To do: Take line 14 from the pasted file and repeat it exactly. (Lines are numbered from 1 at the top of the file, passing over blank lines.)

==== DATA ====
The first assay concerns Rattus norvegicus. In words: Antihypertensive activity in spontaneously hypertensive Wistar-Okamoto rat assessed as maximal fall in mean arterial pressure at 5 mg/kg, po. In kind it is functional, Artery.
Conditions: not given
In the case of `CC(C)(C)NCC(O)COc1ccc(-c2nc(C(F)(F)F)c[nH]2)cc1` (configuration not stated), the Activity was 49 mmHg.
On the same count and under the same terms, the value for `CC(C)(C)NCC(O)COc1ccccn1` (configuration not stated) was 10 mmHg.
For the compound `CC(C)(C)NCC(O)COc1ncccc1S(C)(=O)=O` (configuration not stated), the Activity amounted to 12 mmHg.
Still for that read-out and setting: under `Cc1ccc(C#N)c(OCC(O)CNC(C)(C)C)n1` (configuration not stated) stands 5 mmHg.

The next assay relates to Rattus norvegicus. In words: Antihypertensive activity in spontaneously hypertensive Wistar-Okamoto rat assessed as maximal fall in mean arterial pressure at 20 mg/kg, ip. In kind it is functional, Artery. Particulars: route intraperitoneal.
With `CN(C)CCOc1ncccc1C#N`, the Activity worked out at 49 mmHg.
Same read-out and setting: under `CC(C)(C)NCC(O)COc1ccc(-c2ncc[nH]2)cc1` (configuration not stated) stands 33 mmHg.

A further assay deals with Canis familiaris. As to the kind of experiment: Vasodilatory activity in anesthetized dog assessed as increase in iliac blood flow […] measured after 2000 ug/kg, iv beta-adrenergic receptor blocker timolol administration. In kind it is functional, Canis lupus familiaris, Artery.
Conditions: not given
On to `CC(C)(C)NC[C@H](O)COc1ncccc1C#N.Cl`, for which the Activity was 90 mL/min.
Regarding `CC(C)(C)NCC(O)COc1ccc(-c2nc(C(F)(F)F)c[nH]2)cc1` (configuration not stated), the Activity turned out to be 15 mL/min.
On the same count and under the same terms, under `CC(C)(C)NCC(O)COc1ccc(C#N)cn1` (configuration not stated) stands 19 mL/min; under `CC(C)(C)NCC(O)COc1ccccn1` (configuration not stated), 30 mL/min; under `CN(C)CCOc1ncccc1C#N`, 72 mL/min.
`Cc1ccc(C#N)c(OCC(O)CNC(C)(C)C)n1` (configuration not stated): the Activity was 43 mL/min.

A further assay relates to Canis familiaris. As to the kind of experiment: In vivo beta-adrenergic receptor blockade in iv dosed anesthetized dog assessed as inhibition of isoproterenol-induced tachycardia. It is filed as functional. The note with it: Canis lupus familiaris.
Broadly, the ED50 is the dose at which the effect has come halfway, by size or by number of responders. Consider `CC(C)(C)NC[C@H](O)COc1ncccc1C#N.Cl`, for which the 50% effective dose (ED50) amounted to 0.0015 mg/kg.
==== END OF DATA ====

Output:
On the same count and under the same terms, under `CC(C)(C)NCC(O)COc1ccc(C#N)cn1` (configuration not stated) stands 19 mL/min; under `CC(C)(C)NCC(O)COc1ccccn1` (configuration not stated), 30 mL/min; under `CN(C)CCOc1ncccc1C#N`, 72 mL/min.